The April sinking of Russian cruiser RTS Moskva (121) in the Black Sea by the Ukrainian Navy is prompting the United States Navy to push hard for directed energy defenses on its warships, the service’s top officer told reporters on Tuesday.
Moskva was monitoring the air war above Ukraine when two Neptune anti-ship missiles struck and sank the ship. The Russian ship’s point defense systems – missile and gun systems designed to stop missile threats on their final approach to the warship – failed to thwart the Neptunes, USNI News reported.
When asked about what new developments the Navy is pursuing as a result of a more dangerous security environment, Chief of Naval Operations Adm. Mike Gilday told reporters that lasers on ships was high on his list.
“One example I would give you is terminal defense and the heat we’re putting on that. So if I take a look at what happened with Moskva in the Black Sea, that underscored the need for us to put more resources against defense of the fleet,” he said.
“That next generation is definitely going to be defined by directed energy and high-powered microwaves.”
Contemporary U.S. point defense systems rely on downing air threats with missiles like the Standard Missile family or Evolved Sea Sparrow Missiles. As a last-ditch effort, U.S. warships would use a wall of 20mm bullets from a Mk 15 Close-in Weapon System to try and stop an incoming missile.
The systems have been key features of modern surface warships for decades, but are not often used. In 2016, USS Mason (DDG-87) fought off several cruise missile attacks from Houthi rebels using SM-2s and ESSMs to protect U.S. ships in the Red Sea, USNI News reported at the time.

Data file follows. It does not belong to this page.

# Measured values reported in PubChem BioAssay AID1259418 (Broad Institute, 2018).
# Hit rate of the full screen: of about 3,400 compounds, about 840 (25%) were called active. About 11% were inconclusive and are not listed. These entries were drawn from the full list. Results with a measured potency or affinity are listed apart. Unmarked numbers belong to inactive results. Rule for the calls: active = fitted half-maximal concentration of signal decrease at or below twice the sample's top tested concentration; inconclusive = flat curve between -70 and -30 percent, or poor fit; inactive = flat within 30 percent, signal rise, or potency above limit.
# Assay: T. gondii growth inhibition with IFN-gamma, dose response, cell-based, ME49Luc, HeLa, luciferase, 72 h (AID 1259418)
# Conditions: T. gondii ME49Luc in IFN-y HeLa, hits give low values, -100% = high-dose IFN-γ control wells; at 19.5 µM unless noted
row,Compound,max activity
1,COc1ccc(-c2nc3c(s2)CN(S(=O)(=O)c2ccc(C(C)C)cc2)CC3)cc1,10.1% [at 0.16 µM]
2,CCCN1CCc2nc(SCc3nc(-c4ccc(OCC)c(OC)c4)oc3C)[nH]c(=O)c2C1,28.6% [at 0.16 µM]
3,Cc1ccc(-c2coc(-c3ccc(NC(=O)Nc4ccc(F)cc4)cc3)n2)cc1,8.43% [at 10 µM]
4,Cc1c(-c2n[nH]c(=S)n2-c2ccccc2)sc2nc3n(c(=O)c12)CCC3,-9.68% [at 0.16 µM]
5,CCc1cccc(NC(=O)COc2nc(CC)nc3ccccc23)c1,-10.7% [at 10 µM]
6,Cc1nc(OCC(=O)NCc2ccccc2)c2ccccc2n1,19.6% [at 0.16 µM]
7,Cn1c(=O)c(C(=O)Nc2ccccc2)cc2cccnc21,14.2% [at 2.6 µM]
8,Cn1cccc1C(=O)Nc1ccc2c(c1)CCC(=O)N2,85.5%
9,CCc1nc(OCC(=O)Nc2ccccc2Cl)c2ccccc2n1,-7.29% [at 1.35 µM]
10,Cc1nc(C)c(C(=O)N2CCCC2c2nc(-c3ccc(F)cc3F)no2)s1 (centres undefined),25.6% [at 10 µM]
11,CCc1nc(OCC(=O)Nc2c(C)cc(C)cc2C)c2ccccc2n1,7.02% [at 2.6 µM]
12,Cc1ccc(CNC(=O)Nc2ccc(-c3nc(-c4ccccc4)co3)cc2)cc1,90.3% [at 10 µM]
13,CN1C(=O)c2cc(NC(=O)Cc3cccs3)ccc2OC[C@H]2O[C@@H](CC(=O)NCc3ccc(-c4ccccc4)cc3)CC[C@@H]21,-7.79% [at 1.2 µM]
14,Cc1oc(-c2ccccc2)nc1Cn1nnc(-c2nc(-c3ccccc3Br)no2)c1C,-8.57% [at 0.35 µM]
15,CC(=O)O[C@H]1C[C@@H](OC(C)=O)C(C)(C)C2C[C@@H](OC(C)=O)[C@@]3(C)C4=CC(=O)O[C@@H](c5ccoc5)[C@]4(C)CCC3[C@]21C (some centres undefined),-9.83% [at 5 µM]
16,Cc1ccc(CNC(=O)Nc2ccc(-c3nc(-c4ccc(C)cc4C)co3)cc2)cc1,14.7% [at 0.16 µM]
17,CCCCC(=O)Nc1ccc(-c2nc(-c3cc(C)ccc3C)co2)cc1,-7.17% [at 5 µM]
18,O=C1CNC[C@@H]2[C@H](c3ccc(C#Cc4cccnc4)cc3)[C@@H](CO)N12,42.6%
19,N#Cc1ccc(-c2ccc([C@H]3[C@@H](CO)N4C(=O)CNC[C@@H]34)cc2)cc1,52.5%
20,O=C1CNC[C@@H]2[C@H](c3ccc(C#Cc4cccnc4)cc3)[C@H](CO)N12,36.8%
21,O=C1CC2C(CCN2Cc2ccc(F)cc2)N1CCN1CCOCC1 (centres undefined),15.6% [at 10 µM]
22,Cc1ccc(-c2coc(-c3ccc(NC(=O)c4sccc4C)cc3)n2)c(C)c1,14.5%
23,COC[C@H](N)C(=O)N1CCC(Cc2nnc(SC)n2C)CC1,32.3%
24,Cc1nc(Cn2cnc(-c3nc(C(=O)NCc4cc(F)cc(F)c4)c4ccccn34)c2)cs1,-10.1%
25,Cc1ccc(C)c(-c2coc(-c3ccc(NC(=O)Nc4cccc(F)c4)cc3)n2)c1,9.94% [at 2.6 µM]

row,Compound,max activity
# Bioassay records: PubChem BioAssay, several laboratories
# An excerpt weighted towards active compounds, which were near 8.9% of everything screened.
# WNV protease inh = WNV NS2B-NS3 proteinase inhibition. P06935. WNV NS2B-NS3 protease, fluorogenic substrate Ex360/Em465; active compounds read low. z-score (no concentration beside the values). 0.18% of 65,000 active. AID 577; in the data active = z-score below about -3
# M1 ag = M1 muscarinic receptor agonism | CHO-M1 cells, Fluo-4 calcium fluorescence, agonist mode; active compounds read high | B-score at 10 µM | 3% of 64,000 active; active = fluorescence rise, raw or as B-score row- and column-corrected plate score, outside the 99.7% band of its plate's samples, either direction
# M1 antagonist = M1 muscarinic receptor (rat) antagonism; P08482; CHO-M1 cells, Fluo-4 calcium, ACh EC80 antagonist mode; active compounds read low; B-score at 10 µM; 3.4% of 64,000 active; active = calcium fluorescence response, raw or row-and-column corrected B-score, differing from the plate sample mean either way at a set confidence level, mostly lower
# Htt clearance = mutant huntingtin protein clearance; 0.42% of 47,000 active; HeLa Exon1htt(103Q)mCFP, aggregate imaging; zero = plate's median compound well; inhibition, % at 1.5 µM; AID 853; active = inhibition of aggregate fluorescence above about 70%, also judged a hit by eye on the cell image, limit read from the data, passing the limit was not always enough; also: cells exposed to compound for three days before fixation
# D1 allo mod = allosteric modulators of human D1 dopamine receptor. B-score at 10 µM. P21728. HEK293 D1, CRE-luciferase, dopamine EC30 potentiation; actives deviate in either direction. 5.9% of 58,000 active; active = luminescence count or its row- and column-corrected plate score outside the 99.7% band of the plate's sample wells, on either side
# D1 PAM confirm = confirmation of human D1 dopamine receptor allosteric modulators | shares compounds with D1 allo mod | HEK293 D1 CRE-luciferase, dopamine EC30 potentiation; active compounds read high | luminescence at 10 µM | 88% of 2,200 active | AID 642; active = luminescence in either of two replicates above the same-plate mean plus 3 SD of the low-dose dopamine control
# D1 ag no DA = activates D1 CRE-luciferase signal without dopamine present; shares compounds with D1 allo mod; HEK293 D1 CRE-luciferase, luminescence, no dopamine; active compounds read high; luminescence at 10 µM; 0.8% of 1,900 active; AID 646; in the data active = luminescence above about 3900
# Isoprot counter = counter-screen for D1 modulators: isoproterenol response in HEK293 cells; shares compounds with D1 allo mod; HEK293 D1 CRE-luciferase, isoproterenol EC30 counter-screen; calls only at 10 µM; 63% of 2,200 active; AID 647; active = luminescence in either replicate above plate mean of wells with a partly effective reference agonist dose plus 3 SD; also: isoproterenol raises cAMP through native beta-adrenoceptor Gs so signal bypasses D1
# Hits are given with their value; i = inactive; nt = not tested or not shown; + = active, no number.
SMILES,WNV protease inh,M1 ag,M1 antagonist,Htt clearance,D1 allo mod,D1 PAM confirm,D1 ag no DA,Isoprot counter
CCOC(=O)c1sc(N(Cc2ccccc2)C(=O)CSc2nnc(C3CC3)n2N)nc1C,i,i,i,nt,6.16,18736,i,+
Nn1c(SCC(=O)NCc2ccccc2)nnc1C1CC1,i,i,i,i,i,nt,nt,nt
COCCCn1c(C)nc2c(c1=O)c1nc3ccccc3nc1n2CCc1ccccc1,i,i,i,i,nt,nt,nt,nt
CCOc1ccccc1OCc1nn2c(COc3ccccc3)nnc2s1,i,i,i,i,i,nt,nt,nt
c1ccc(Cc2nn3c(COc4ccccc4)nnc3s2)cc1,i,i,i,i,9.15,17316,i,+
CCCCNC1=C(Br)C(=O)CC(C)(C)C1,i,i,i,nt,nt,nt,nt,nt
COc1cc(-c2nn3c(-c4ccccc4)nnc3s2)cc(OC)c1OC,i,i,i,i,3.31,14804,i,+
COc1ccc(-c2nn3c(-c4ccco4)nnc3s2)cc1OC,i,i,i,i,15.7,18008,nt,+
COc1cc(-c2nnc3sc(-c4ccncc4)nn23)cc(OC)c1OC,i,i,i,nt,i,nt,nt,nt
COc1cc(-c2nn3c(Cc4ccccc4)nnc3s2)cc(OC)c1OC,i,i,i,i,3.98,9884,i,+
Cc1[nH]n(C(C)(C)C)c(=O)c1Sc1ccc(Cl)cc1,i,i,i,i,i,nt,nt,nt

While the defense proved effective, Mason was limited to the high-price missiles in its magazines to protect the destroyer and the rest of its group.
Defense officials have told USNI News over the last several years that the ideal setup for surface ships in the future would be to keep the missile space aboard ships for offense and use lasers, electronic warfare and other directed energy weapons to ward off missile threats.
For example, a key feature in the emerging next-generation destroyer design will be the inclusion of the integrated power system introduced aboard the Zumwalt-class of guided-missile destroyers that provide the warships with the electrical power of a small town, in large part to power directed energy weapons.
The desire for laser-laden ships is not new. The Navy has identified the high-cost of missiles and a near-infinite ammo as a reason to pursue directed energy to protect ships from missile and air threats over the last decade.
In 2014 the service put an operational laser weapon aboard USS Ponce (ASB(-) 15). At the time the Navy said the cost would be a “dollar a shot,” compared to missiles like the SM-2 which can run into the millions.
Since then, the Navy has deployed operational lasers on USS Portland (LPD-27) and the High-Energy Laser with Integrated Optical Dazzler and Surveillance (HELIOS) laser weapon system aboard guided-missile destroyer USS Preble (DDG-88) this year, reported Seapower Magazine in March. Other surface ships have man-portable anti-drone weapons, USNI News reported in September aboard USS Kansas City (LCs-22).
Marines aboard USS Boxer (LHD-4) in 2019 downed the first known hostile drone at sea using a Marine Air Defense Integrated System (MADIS) of directed energy weapons, USNI News reported at the time.
Gilday was clear that Moskva’s sinking reinforced his desire to get lasers to the fleet.
“Our investment in next-generation technology with respect to whether it’s directed energy, or in other words laser weapons, or high-powered microwave, what happened in the Black Sea has informed my thinking on that particular line of effort and the resources we’re putting against it,” Gilday said.
Moving ahead, the Navy is developing several laser systems according to the Congressional Research Service.